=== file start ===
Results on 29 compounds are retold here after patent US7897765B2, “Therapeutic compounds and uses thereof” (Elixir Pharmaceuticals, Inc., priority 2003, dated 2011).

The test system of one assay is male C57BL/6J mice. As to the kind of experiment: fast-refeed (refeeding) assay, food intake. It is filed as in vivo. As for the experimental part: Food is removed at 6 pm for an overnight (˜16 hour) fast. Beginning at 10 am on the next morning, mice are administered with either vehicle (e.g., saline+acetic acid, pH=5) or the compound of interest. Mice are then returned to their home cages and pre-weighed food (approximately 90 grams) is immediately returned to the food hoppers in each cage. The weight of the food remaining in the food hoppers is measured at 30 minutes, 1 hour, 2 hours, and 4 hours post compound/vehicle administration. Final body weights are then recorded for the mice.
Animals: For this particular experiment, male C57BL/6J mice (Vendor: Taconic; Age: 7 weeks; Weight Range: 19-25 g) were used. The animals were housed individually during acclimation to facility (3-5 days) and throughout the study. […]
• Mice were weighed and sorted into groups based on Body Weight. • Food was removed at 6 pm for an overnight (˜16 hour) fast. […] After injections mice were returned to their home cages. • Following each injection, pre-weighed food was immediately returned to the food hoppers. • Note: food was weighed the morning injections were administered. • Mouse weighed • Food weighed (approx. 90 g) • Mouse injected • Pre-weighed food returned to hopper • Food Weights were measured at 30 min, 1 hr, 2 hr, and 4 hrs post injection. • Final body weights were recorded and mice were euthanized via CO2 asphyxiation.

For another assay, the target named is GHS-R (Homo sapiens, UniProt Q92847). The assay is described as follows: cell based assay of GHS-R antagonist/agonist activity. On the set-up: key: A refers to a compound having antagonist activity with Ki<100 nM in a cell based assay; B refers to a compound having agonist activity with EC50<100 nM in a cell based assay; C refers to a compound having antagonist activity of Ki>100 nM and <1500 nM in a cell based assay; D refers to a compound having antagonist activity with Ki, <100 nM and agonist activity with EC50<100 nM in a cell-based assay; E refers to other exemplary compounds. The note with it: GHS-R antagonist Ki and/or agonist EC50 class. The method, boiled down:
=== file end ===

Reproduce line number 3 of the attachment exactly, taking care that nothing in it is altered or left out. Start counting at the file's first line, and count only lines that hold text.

Animals: For this particular experiment, male C57BL/6J mice (Vendor: Taconic; Age: 7 weeks; Weight Range: 19-25 g) were used. The animals were housed individually during acclimation to facility (3-5 days) and throughout the study. […]